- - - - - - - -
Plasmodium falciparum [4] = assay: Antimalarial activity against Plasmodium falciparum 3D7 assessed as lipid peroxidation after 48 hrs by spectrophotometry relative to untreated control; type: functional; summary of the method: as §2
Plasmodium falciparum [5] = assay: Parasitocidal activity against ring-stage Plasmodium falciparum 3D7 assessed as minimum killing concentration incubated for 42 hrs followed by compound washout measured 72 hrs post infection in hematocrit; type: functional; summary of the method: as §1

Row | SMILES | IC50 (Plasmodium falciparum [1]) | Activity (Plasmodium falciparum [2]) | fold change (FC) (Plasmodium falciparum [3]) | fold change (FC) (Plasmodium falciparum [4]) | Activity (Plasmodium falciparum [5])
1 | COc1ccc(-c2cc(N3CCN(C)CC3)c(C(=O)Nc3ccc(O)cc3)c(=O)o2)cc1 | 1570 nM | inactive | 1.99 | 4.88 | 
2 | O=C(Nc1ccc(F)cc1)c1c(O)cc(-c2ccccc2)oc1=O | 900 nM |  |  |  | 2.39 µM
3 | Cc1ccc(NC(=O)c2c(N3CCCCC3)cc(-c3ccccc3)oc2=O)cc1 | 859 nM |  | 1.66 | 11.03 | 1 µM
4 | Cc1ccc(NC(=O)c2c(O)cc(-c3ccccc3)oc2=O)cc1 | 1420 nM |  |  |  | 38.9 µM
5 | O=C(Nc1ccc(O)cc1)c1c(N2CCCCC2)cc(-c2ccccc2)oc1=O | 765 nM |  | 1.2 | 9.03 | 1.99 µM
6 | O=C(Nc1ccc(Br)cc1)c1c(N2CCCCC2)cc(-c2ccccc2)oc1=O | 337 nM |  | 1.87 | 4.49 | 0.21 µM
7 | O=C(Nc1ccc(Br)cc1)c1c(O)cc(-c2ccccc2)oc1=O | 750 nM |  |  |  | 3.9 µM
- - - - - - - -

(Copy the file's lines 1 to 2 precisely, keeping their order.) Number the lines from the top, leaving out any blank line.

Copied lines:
Plasmodium falciparum [4] = assay: Antimalarial activity against Plasmodium falciparum 3D7 assessed as lipid peroxidation after 48 hrs by spectrophotometry relative to untreated control; type: functional; summary of the method: as §2
Plasmodium falciparum [5] = assay: Parasitocidal activity against ring-stage Plasmodium falciparum 3D7 assessed as minimum killing concentration incubated for 42 hrs followed by compound washout measured 72 hrs post infection in hematocrit; type: functional; summary of the method: as §1